What was perhaps missing from the event was the sort of ‘running commentary’ from local organizers, including state officials on key events that were happening over the period of GuyTIE. Perhaps the state agency official who maintained the highest profile during the event was the Chief Executive Officer of the Small Business Bureau, Dr. Lowell Porter who never seemed to be too far away from the area housing the product displays by eight of the Bureau’s women clients. On the final day he was observing the crowds that had found their way to the displays. He had told the Stabroek Business in an earlier interview that the involvement of eight women-run small businesses in GuyTIE had arisen out of a robust lobby by the Bureau and on the final day he was insisting to the Stabroek Business that the effort to get them there was more than worth the while.
By the end of the four-day event a delegation from the visiting St. Vincent and the Grenadines state agency responsible for small business development had extended an invitation to six of the eight women to attend the October 23-26 Vincy Expo. The Vincentian authorities have also extended an invitation to Dr. Porter himself to attend and address a small business forum associated with the Expo.
Meanwhile, Princess Cosbert, one of the eight women who staged a product display at the GUYTIE event has been invited by a Canadian buyer to visit Canada at the buyer’s expense to promote the range of herbal teas which she has already marketed with a fair degree of success in Guyana.
South American Cocoa’s Lois Rickford reported that discourse between herself and a Trinidad and Tobago company which she declined to name had proceeded as far as “discussing prices,” the company having expressed a serious interest in purchasing her coconut oil.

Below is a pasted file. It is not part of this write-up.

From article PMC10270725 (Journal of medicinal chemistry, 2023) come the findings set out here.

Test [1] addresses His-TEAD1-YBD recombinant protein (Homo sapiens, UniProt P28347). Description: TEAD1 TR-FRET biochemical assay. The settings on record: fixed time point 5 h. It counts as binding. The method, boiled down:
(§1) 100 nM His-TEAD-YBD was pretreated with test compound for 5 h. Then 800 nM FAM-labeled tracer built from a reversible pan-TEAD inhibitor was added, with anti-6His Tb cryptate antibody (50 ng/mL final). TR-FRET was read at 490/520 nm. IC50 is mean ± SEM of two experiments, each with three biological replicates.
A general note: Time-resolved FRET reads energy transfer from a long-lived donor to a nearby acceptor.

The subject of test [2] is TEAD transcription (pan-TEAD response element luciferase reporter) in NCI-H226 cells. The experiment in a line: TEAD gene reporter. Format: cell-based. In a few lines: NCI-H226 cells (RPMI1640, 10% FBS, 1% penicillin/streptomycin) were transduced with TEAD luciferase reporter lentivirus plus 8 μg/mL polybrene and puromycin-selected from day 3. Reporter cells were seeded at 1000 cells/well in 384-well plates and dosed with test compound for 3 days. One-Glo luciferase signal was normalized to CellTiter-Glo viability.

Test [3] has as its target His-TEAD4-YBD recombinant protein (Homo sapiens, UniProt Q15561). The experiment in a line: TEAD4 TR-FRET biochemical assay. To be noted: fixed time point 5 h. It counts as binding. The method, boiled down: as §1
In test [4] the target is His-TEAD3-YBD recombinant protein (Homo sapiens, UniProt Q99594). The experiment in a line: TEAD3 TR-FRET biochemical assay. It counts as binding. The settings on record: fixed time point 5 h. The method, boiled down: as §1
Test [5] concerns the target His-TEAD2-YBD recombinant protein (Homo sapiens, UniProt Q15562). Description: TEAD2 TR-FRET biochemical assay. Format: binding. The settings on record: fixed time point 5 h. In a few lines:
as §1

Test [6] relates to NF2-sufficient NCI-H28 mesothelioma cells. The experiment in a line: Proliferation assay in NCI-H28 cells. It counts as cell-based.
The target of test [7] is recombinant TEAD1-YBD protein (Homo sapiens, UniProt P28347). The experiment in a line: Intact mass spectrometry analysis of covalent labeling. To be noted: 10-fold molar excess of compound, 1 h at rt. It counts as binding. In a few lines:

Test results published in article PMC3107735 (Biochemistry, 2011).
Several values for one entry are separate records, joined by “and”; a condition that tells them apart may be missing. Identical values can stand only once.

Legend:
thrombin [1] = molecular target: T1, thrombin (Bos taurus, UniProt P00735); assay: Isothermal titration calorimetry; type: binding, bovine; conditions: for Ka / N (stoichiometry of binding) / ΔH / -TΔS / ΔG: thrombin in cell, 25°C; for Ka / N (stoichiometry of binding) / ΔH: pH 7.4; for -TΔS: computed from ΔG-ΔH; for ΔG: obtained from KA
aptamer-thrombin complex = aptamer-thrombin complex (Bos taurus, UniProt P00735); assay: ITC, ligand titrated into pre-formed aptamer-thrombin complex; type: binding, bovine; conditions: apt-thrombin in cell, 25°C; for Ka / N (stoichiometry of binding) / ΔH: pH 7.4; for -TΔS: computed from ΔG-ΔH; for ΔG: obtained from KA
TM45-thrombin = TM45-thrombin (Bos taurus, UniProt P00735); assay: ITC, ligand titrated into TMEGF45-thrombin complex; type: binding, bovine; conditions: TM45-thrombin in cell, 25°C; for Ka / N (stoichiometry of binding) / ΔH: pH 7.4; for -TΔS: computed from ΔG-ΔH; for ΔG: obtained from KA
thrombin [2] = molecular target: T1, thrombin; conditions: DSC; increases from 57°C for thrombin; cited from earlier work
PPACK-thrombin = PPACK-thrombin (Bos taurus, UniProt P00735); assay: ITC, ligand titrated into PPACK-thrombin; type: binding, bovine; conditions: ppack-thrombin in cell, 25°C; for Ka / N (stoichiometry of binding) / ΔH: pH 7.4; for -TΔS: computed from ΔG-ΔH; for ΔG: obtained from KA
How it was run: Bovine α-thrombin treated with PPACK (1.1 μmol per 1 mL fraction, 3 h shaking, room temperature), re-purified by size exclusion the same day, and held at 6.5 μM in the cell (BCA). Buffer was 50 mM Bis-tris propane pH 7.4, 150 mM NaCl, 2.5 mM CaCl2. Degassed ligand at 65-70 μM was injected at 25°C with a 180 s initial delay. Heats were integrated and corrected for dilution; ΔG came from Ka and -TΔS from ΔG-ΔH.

What particularly pleased the Bureau’s boss was that amidst the hurly burly of the Business-to- Business meetings and the more elaborate product displays, visitors to GuyTIE had taken the trouble to seek out the SBB’s clients and in some instances to demonstrate more than a passing interest in what they had to offer. The prospects for these enterprises arising out of GUYTIE would appear to repose in possible collaboration with external private sector entities in pursuit of product development and marketing goals. What they all already have in common is an abundance of creativity, a recognition of the need to incrementally improve their product quality and a sense of confidence about the quality of their product. At GuyTIE, their modest product displays matched many of the more imposing ones for attractiveness and the women themselves appeared to have decided that for them the event would be much more than an outing. Craft, cosmetics and condiments are the sub-sectors in which these women excel and Porter believes that their job-creation potential makes them every inch as significant in the Guyana economy as the larger manufacturing entities.
Other somewhat larger but relatively little-known businesses had also set out their stalls at GuyTIE. There was the 24-year–old Mohammed’s Farm situated at Garden of Eden, arguably as modern and impressive a poultry enterprise as any in the region and still seeking to expand, locally, whilst simultaneously looking in the direction of the regional and international markets. There was, as well, PSKL Engineering Designs, a father and son team with ‘Trini’ connections, about to put multi-million dollar roots here and to offer a range of services in the construction sector.
When Stabroek Business spoke with the Ministry of Business earlier this week an official offered assurances that a comprehensive report on the event and its outcomes was due this week and that a fuller assessment of the outcomes of event would come later.